Code Red Sublevel 2: Main measures taken to combat COVID-19 and their implications

Gaea Katreena Cabico - Philstar.com
Code Red Sublevel 2: Main measures taken to combat COVID-19 and their implications
A government worker disinfects a high school, amid concerns about the spread of the COVID-19 novel coronavirus, in Manila on March 9, 2020.
AFP / Maria Tan

MANILA, Philippines — President Rodrigo Duterte on Thursday announced a halt on domestic travel to and from Manila, a ban on mass gatherings and a month-long closure of schools in an unprecedented move to contain the deadly new coronavirus.

This comes after the Inter-Agency Task Force on Emerging Infectious Diseases declared the highest Code Red Sublevel 2 because of sustained community transmission.

The Philippines has so far reported 52 infections, which include five deaths. Four of the five virus-related deaths in the country were reported this week.

Here are the main measures being taken in the country after Code Red Sublevel 2 was raised and their implications.

Metro Manila quarantine

Although the Philippines has detected a fraction of cases seen in coronavirus hotspots China and Italy, the government placed Metro Manila’s nearly 13 million people under quarantine.

“We do not want to use that term. But it is a lockdown,” Duterte said in a nationally televised announcement.

“There is no struggle of power here.... It’s just a matter of protecting and defending you from COVID-19,” he said.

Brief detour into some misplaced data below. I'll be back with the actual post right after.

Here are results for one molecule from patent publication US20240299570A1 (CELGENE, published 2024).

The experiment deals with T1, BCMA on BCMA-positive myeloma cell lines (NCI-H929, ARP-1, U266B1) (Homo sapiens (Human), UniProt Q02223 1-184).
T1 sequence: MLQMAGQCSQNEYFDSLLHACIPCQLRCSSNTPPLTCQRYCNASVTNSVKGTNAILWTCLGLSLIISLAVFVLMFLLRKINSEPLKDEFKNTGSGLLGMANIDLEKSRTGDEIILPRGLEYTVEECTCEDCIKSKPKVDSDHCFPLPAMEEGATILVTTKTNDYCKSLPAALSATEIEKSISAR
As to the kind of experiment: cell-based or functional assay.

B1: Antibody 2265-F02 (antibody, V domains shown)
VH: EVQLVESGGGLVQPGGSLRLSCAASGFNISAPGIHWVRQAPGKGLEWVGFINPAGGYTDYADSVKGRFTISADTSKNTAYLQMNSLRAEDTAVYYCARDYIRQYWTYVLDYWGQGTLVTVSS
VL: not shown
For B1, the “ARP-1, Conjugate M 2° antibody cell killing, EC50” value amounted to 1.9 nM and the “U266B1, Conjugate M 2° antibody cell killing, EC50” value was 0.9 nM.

Mass transportation within Metro Manila such as the Light Transit systems, the Metro Rail Transit and the Philippine National Railways will continue their operations, although the transportation department must ensure that social distancing guidelines are followed.

The community quarantine will restrict land, air and sea travel to and from Metro Manila from March 15 to April 14. Many expressed concern that the lockdown would impact the millions of workers who commute into the capital region daily.

“This lockdown will only bring death and misery to millions of poor and struggling Filipinos who will be prevented from pursuing their livelihood,” labor group Migrante International said.  

But Interior Secretary Eduardo Año said in an interview on radio dzMM that workers from nearby provinces will still be permitted to enter as long as they can present proof of their employment within the metro as he urged companies to adopt work from home schemes.

He also told the radio that patients needing medical treatment in the capital region will have to present medical certificates to be allowed entry.

Cabinet Secretary Karlo Nograles said the delivery of goods to and from Metro Manila from the provinces and vice versa will continue.

“Residents of NCR should not worry about supply of food, produce in groceries and retailers,” he said as he urged the public not to hoard food and other supplies.

The Health department asked the public to send queries about the community quarantine, saying “we’ll make sure to take all of them into consideration.”

The inter-agency panel is set to meet on Friday to clarify protocols for the month-long community quarantine.

Month-long school closure

Schools across the capital region will be closed until April 12. But Duterte reminded students to fulfil their educational requirements even if formal classes are no longer held.